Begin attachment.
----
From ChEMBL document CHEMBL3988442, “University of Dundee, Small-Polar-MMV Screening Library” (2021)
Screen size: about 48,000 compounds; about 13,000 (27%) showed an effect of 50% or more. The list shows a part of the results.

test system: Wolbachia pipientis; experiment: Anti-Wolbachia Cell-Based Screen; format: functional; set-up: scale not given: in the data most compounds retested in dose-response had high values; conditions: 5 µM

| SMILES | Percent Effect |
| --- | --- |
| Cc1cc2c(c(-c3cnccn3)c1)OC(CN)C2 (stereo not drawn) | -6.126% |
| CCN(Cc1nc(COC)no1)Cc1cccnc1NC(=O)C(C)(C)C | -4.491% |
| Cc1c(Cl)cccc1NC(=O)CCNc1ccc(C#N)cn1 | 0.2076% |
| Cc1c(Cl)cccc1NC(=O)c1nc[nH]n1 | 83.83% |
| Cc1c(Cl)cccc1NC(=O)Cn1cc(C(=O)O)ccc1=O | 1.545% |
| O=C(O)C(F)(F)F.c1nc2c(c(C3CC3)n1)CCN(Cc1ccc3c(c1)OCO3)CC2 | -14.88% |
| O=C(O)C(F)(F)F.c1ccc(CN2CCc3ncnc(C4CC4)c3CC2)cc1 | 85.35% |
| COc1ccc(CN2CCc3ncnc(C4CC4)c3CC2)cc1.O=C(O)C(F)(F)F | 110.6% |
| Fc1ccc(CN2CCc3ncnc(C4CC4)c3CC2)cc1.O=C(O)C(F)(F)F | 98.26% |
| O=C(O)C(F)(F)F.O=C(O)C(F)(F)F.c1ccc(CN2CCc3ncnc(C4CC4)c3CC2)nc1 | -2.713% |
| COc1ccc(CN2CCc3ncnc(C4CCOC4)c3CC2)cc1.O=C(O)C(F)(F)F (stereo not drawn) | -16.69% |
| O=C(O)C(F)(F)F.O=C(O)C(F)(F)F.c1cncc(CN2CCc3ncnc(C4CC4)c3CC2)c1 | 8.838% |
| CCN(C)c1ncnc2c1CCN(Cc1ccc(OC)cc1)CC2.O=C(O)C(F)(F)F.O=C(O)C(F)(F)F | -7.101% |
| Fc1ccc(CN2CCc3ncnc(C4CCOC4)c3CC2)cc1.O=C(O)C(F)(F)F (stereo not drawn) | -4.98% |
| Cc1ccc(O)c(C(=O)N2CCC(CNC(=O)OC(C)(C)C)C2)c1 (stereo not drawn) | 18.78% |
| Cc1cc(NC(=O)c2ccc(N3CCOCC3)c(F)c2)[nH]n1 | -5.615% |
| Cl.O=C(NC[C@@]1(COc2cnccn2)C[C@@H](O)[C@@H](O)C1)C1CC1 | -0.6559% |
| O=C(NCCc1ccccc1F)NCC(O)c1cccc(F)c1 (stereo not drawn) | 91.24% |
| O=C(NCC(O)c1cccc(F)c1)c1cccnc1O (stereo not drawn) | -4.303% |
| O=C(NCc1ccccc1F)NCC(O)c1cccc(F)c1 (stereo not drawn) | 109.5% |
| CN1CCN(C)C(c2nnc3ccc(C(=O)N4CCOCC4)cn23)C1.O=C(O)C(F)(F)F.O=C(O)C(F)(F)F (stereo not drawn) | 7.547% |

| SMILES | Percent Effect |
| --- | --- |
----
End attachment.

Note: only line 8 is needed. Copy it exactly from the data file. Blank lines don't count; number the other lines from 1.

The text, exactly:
| Cc1c(Cl)cccc1NC(=O)CCNc1ccc(C#N)cn1 | 0.2076% |